The government has said it is open to the idea of extending those agreements with European countries, but has shied away from doing a pan-EU deal and there will be those who fear that an agreement such as this would be the first step towards the UK being drawn into a “freedom of movement” deal.

The EU said it wants a group deal to “ensure that all member states are treated equally in respect of mobility of young people to the UK” – but the current government seems to prefer its current set of agreements.

The Commission has rejected these fears, with sources insisting there is no intention of either pulling the UK into such a deal, or even offering it.

A Number 10 spokesperson said: “We have spoken about wanting to reduce legal migration and also about wanting to support UK talent and skills and that’s why we have a system in place whereby we have a number of agreements with individual EU member states where that works in our interests and we have that rather than a Commission-wide agreement.”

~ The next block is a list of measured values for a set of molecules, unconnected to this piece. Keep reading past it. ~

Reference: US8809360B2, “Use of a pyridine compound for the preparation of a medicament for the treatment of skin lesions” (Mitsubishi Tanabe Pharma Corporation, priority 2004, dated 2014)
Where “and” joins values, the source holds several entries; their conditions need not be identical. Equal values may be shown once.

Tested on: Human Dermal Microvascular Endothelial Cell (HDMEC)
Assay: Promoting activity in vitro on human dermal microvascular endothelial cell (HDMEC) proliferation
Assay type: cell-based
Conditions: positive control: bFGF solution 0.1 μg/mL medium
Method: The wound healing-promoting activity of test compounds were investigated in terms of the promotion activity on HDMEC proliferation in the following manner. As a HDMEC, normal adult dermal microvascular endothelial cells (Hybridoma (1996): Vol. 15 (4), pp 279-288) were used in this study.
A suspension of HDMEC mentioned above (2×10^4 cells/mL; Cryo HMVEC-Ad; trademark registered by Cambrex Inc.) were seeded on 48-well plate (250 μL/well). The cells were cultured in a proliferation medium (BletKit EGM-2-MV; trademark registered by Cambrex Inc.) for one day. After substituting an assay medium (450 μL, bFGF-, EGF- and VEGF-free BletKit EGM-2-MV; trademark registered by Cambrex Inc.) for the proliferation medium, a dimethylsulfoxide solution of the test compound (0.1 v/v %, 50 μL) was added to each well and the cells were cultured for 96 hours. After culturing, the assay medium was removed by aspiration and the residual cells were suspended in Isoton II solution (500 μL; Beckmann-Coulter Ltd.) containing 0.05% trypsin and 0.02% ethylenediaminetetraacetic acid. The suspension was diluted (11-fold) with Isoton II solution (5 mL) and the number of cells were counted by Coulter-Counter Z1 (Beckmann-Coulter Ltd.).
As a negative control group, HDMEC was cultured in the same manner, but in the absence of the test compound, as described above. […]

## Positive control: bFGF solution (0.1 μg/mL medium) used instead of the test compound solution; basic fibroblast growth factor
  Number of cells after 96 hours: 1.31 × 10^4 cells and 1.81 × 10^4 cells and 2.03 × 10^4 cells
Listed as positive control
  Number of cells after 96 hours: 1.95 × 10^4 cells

Labour denied it had plans for a youth mobility scheme.

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Kate Nicholls, chief executive of UKHospitality, a trade body representing the hospitality sector in the UK, welcomed the move.

She said: “Such an agreement would be a huge success for hospitality and tourism and, practically, it would solve challenges for the live music and events sectors.”

BBC presenter accused over explicit photos ‘stripped to underpants during video call with youth’ | UK News

A “household name” BBC presenter accused of paying a teenager for explicit photos is facing fresh allegations that he stripped to his underpants during a video call with the youth.